I’m taking a break from the ‘The Truth Anyhow’ Series to remind us all of something we tend to forget…
Messengers of Hope
You just never know when and where something profound will hit you between the eyes.
It happened to me when I saw the newest release in the Angel Wars animated series. The video is a compilation of individual but related segments that follow the adventures of the newest members of the Angel Wars team, Kira and Eli. They are not yet full Guardian angels, so their inexperience makes for interesting viewing for kids and adults, too. One of the segments tells the story of two messenger angels who have been dispatched to deliver words from God (“Maker” in the series) to a young girl. The guardians-in-training have been assigned to help the messengers complete their mission, but Eli-an impatient but skilled young warrior-isn’t interested. After all, how important are mere messages compared to the work he does engaging the enemy in fierce battles to protect humanity from evil and darkness? None of the angels knows what the message says, but they have strict instructions to deliver it swiftly and at all costs.
Much to Eli’s surprise, demonic forces interrupt their journey and it seems like all of hell has broken loose on them to stop this message from getting to its intended recipient. In fact, the messenger angels are taken hostage which leaves it up to the apprentice guardians to finish the task. After a hot engagement against the enemy forces, Eli and Kira make it to the place where they find the one to whom the message is addressed. Turns out, it’s an eight-year old girl whose brother is sick in the hospital. As she kneels down by her brother’s bed to pray, Eli opens the message scroll, reads it, then whispers in her ear, “He’s going to be ok.” Shocked at the simplicity of the message, Eli is tempted to dismiss the whole episode as an unnecessary waste of spiritual power. All that work, sweat, and peril just to say five words to a young girl? But then he realizes that his battle was well worth the risk because those five words imparted something rare and desperately needed in the situation-hope.
When circumstances press in and shut out the light of possibility, nothing is more powerful than hope. And nowhere does that light shine dimmer than in our urban centers and inner cities. There are people doing wonderful things and making a difference in the lives of urban teens and families in places with unrelenting poverty, virulent disease, and barbaric violence and brutality. I submit that the greatest gains are being made where the underlying message is one of hope, and I think this is borne out when the lessons learned from the programs are sustained over time and reproduce through generations of people and groups. Indeed, what is the true gain if someone changes their behavior for three months, six months, or a year-the time periods usually measured by funders for post-program evaluations-if three years later relapse sets in and holds lives hostage again?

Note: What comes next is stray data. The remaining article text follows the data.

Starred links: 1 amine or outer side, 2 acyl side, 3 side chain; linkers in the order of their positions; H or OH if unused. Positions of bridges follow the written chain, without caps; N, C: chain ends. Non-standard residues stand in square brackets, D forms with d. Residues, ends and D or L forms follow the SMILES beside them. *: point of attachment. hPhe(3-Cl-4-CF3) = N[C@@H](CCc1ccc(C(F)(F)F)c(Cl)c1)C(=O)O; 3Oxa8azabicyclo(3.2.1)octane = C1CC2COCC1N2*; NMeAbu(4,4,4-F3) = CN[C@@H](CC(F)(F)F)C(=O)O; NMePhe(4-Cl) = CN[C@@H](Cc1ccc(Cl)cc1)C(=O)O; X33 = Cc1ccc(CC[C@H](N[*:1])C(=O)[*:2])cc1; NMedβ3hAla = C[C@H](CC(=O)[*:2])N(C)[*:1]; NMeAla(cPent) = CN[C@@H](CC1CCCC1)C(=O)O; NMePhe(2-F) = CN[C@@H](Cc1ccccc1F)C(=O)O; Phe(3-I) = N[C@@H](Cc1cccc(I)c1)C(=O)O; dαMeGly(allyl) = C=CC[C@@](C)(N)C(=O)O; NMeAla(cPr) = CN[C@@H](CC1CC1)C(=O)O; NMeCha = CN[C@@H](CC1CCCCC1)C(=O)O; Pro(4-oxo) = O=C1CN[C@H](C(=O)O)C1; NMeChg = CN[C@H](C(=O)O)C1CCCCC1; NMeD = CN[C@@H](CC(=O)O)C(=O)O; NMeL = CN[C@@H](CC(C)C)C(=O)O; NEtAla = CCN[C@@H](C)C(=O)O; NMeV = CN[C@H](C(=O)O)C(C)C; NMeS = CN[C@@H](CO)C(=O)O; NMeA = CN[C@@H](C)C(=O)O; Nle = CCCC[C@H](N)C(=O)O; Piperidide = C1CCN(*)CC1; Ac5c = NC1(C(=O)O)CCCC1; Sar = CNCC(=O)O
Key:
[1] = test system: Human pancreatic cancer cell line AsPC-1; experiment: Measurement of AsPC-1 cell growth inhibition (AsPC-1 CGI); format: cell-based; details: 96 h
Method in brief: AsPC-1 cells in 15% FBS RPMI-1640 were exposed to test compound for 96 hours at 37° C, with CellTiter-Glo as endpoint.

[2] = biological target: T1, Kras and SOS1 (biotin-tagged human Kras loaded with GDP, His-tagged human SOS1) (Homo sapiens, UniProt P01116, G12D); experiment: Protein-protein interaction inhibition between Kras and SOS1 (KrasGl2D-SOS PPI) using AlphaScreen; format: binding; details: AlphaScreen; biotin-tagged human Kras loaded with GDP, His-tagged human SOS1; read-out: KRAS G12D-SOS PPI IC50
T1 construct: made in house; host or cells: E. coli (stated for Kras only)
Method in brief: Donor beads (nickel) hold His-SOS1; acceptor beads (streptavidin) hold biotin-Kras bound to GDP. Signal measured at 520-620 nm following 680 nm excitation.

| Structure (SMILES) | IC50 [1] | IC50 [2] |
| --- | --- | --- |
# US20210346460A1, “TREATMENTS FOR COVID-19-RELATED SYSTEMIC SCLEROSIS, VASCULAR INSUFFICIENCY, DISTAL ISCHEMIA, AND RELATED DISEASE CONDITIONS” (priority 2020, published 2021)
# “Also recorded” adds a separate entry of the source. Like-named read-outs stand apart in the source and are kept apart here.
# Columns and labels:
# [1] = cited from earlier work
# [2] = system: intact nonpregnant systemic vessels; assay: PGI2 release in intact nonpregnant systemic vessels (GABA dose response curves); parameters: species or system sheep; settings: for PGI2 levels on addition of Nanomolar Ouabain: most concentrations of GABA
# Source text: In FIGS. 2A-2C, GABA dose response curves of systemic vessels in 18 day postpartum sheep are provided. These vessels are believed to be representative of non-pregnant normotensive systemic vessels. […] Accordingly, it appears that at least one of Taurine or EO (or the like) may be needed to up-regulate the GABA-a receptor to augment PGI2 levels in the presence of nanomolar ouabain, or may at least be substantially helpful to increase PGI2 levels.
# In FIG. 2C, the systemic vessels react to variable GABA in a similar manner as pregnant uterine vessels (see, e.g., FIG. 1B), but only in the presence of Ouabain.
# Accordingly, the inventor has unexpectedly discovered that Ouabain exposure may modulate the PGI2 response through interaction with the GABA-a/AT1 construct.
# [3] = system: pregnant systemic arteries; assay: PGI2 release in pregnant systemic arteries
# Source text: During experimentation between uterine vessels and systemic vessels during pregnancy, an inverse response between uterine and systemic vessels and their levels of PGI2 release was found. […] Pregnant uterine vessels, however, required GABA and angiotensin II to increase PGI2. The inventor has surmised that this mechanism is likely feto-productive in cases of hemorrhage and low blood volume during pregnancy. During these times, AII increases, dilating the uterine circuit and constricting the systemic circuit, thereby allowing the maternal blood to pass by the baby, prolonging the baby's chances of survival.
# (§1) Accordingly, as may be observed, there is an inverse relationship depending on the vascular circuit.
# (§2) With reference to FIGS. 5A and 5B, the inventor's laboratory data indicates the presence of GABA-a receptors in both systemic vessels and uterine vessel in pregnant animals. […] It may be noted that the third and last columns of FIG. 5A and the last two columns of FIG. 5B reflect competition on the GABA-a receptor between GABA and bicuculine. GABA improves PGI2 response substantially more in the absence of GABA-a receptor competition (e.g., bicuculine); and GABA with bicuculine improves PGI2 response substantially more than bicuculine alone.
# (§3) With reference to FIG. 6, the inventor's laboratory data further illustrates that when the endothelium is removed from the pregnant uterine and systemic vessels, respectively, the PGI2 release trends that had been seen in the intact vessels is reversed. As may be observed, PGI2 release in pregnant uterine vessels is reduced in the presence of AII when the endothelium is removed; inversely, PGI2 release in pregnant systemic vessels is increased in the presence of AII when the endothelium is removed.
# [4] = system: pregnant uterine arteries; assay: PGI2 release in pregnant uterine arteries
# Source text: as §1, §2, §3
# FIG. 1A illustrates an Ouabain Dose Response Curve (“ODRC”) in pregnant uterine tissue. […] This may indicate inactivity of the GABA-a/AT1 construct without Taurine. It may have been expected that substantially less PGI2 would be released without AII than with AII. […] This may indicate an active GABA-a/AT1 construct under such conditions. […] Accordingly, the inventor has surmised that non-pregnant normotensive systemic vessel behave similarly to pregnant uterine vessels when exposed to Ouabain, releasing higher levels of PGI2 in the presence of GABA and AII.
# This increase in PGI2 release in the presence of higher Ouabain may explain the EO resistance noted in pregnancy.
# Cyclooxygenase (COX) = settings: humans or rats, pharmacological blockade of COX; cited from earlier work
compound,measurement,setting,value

Hope sometimes becomes the forgotten stepchild of the Christian culture. We preach faith, encourage strength, and definitely stress obedience. But let’s not forget to impart hope, for it is hope that enables people to cast their eyes toward a maybe-distant horizon beyond the despair of where they are now. But the object of their hope is vitally important. We can’t guide people down a path of hope in ability, intellect, education, wealth, or political power. Our faith bids us “Hope thou in God” to remedy our discouragement and depression. We can’t offer anything less to those to whom we minister and touch. All our planning, praying, teaching, talking, and battling is well worth it to deliver to a sick heart sweet hope deferred.
Essence magazine has really run my numbers up. I was all set to kick back for a few moments and scan through my new issue that just arrived in the mail. Had my strawberry iced tea, my bedroom door closed, and my pillows fluffed. The June issue has a special feature on Black fathers who are stepping up to their responsibilities, so I thought I’d start with that since I plan to do some writing on fatherhood next month; I wanted to get some ideas to stimulate my thinking. I turned to the article…nice looking spread. Uh-oh…two men in a more-than-friendly pose photographed with some children. Which brings me to truth # 2:
Homosexuality is not right.
I know, sometimes Black folk tire of hearing people “judge” homosexuals and feel like it gets too much focus because after all, “sin is sin” in God’s eyes. “There are no little and big sins to God.” Maybe yes, and maybe not. But one thing is for sure-the Bible is very clear about homosexuality being contrary to the law of God. I didn’t write it, but I do understand it. Does that mean it’s right to not give homosexuals jobs or homes? No-that I don’t see in the Bible. Is it right to murder them because they are homosexuals? Definitely not. Murder violates God’s instructions as well. Is it ok to villify them with derogatory epithets and slurs? Uhhh…no.
But on the other hand, no amount of photographing them, calling them “spouses”, labeling their relationships “marriages”, or getting endorsements of their lifestyle from celebrities, preachers, politicians, or commentators makes what they do right. I’ve probably joined the ranks of those labeled homophobes. How does telling the Biblical truth about something automatically make me afraid of it?
I just can’t stand tiptoeing around the issue anymore. It seems so chic and fabu to be in favor of it. It’s the cause du jour. Well count me out. I don’t care what they say and who says it. Essence can run articles every issue about it; Grey’s Anatomy can put a full-on lesbian kissing scene on every episode; Obama can permit them to ask and tell; the American Academy of Pediatrics can say it’s normal and nothing to be alarmed about; the National Education Association can send letters to every public school superintendent in every state. It doesn’t matter. I can’t ever say it’s right when it’s not. And Black Christians need to not be so concerned about being politically correct. Say what’s true and see what can happen in our churches, homes, and neighborhoods.